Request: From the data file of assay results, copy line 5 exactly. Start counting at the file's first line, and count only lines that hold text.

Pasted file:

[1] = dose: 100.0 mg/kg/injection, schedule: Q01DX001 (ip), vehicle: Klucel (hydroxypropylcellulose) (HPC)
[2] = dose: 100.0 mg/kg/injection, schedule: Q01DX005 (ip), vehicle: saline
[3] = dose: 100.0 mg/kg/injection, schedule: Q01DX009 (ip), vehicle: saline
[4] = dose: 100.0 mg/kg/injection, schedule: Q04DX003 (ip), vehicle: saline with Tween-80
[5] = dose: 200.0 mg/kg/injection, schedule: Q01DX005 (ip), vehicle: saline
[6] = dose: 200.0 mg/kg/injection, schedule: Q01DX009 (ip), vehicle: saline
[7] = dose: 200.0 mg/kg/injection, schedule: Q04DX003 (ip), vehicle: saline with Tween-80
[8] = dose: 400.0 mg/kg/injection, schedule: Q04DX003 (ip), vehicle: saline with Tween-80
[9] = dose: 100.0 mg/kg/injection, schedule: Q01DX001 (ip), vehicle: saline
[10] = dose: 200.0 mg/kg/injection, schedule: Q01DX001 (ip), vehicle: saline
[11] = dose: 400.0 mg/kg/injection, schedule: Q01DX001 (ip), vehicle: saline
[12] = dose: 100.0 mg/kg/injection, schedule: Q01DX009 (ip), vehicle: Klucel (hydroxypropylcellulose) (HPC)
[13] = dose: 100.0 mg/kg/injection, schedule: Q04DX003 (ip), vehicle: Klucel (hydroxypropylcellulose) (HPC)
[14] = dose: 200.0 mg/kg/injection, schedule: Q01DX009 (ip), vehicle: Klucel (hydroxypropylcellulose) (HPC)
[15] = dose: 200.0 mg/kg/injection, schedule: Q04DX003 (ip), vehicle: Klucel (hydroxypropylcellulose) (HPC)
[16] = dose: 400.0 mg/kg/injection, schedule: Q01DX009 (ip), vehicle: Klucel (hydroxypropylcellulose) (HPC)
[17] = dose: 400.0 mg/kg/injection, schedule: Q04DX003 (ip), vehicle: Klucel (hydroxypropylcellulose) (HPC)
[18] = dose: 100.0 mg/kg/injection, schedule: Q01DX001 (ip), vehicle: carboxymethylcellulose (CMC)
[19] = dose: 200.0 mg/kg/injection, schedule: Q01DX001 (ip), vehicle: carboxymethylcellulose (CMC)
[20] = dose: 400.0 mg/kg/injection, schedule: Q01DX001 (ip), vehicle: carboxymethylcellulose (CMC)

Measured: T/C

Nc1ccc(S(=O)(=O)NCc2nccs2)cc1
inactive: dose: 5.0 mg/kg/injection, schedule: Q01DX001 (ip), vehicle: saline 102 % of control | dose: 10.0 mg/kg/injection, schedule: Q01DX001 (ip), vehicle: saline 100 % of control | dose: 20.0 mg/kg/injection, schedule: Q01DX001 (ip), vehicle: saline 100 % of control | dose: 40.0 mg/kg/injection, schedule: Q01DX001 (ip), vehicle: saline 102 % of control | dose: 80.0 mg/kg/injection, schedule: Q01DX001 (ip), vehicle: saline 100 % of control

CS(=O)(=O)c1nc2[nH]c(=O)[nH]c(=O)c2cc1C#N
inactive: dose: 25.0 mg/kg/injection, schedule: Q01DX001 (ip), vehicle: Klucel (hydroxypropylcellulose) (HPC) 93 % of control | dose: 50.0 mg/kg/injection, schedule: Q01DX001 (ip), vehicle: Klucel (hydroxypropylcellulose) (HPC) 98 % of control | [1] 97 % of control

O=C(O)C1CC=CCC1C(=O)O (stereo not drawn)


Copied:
[5] = dose: 200.0 mg/kg/injection, schedule: Q01DX005 (ip), vehicle: saline